Breach

I really liked Billy Ray's first feature, the somewhat underrated Shattered Glass, a dramatization of the downfall of pathologically lying New Republic reporter Stephen Glass. Breach is the perfect follow-up: Like Shattered Glass, it explores a recent American scandal involving a corrupt, deluded, and possibly insane individual placed in a high position of trust, who exploited that position to his own inscrutably evil ends. But Glass's subject matter seems slight compared to Breach's, which concerns FBI computer expert Robert Hanssen, who for years was selling highly confidential government secrets to Russian spies until his arrest in early 2001.

As Hanssen, the redoubtable Chris Cooper puts in what is perhaps his very best work. His Hanssen is eccentric, slippery, creepy, and infinitely complicated. (The real-life Hanssen, a religious zealot and "sexual deviant" whose arrest is revealed at the very beginning of Breach, has remained mum about his traitorous motivations, so Ray and screenwriters Adam Mazer and William Rotko wisely don't presume to tell us what they were.) As the aspiring FBI agent who winds up taking him down, Ryan Phillippe is a reliable straight man, if not particularly interesting. The always-good Laura Linney fares better as Phillippe's taskmaster in the shadows.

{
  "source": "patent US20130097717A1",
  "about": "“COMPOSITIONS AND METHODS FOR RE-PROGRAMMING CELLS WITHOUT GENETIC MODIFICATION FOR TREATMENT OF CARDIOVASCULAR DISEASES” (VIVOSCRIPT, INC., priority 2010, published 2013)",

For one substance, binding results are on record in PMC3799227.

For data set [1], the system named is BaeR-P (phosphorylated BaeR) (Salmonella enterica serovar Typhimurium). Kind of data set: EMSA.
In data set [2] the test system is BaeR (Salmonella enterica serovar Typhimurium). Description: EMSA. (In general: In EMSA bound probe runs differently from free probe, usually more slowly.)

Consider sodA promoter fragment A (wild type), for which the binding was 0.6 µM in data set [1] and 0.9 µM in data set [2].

Ray makes good use of wintery Washington DC exteriors and his story is as gripping as any thriller, even when we know from the start that it won't end in a hail of gunfire or piles of bodies. Breach is as taut as its title, a smart, troubling, no-nonsense picture about a seriously disturbed individual who lurked in the very heart of American security. It may already be one of the best films of 2007.